Bloomberg Urges American Cities To Move Forward In Fighting Climate Change No Matter What Mr. Trump Decided To Do

First Posted: Nov 24, 2016 03:20 AM EST

Fighting climate change continues in American cities no matter what President-elect Mr. Donald Trump will do, according to Mr. Michael R. Bloomberg, the former mayor of New York City. He made this statement in Washington at a talk hosted by the China General Chamber of Commerce on Tuesday.

Mr. Bloomberg, a media tycoon known also for his advocacy on climate change, praised Xie Zhenua, China's climate envoy, for stating that China remained committed to tackling the issue of climate change. He said that it is a responsible thing to do for the Chinese people and the world. He added that he would advocate the mayors of 128 cities in the United States to fight climate change and join the Paris Agreement if Mr. Trump decided to withdraw the United States from it.

It is reported before, in the tweet of Mr. Trump in 2012. He wrote that "the concept of global warming was created by and for the Chinese to make U.S. manufacturing non-competitive." Mr. Trump also became the spokesperson for fossil fuels, industries and acclaiming the virtues of coal during the election, according to Global Research.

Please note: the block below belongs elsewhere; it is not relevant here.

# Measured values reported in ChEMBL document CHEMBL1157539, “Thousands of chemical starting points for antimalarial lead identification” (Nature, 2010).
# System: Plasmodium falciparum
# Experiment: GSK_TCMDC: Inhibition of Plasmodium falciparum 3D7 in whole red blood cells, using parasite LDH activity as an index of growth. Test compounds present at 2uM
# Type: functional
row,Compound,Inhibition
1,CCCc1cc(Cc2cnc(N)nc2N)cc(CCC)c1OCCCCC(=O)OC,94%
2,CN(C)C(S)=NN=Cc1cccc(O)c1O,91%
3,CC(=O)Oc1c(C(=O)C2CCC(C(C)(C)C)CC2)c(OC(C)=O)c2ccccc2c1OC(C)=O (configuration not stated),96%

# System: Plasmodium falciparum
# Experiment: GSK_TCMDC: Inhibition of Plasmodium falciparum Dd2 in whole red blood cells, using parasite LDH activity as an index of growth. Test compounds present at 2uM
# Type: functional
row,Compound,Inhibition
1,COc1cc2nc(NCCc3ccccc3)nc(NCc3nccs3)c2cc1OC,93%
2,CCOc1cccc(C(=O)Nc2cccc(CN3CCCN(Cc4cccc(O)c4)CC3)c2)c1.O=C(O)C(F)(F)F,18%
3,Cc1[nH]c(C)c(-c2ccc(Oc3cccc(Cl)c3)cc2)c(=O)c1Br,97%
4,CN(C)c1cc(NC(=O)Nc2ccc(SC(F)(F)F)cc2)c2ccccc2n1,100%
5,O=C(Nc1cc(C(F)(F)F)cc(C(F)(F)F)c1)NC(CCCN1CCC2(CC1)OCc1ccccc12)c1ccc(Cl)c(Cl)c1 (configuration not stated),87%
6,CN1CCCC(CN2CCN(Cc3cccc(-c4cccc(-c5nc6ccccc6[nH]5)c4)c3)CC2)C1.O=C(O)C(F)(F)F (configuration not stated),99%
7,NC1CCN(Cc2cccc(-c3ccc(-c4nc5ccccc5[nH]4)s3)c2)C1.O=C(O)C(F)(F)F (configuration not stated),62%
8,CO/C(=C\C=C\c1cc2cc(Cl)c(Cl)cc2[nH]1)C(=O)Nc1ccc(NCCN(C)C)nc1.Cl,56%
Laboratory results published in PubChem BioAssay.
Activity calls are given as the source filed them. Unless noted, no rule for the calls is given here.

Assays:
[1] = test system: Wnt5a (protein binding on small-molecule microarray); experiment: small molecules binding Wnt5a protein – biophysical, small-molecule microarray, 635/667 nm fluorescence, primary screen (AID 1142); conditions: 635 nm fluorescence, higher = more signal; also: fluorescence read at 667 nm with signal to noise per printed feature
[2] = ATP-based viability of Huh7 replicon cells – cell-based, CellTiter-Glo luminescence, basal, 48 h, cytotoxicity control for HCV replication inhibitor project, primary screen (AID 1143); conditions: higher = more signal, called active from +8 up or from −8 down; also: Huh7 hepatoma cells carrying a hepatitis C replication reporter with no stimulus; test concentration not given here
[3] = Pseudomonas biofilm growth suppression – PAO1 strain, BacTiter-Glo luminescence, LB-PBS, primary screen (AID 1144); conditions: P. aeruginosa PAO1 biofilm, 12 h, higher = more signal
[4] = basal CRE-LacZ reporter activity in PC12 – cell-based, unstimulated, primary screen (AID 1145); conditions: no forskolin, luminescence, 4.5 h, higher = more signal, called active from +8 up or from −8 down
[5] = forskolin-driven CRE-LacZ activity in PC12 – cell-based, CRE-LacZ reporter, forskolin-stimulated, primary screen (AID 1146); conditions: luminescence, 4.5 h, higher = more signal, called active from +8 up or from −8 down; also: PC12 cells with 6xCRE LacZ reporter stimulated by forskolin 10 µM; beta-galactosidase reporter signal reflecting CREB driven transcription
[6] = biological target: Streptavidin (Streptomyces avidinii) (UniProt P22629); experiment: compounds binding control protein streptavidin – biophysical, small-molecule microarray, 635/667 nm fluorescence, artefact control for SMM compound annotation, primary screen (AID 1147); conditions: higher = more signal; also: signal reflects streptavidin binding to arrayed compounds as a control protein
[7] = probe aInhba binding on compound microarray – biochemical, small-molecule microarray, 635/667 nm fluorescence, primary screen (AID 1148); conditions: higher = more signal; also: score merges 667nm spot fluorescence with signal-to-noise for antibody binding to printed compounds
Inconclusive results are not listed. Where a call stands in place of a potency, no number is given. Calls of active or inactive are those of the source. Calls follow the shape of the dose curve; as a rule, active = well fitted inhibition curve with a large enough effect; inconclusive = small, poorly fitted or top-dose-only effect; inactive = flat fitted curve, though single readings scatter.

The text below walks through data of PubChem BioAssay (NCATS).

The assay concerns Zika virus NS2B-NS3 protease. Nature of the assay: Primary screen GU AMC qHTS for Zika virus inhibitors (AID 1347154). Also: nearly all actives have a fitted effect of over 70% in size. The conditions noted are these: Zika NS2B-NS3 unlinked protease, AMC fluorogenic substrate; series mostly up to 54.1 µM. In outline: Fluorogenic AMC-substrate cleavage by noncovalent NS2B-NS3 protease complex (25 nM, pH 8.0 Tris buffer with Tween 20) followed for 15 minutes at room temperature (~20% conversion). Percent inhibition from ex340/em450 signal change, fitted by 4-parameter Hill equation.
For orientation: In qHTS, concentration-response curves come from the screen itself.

Mr. Bloomberg said that he cannot tell people what Donald Trump's administration will do, and in all fairness, they will need time to figure it out themselves. He further said that what is stated on the campaign trail is one thing; carrying out a specific policy is another. He hopes that they will recognize the significance of the issue.

On the other hand, Mr. Bloomberg is confident that no matter what happens in Washington, no matter what regulations the next administration adopts or rescinds, no matter what laws the next Congress may pass, they will meet the pledges that the U.S. made in Paris. Mr. Bloomberg cited the reason as simple: Businesses, cities and citizens will continue lessening emissions because they have determined -- just as China has -- that doing so is in their own self-interest, as noted by New York Times.

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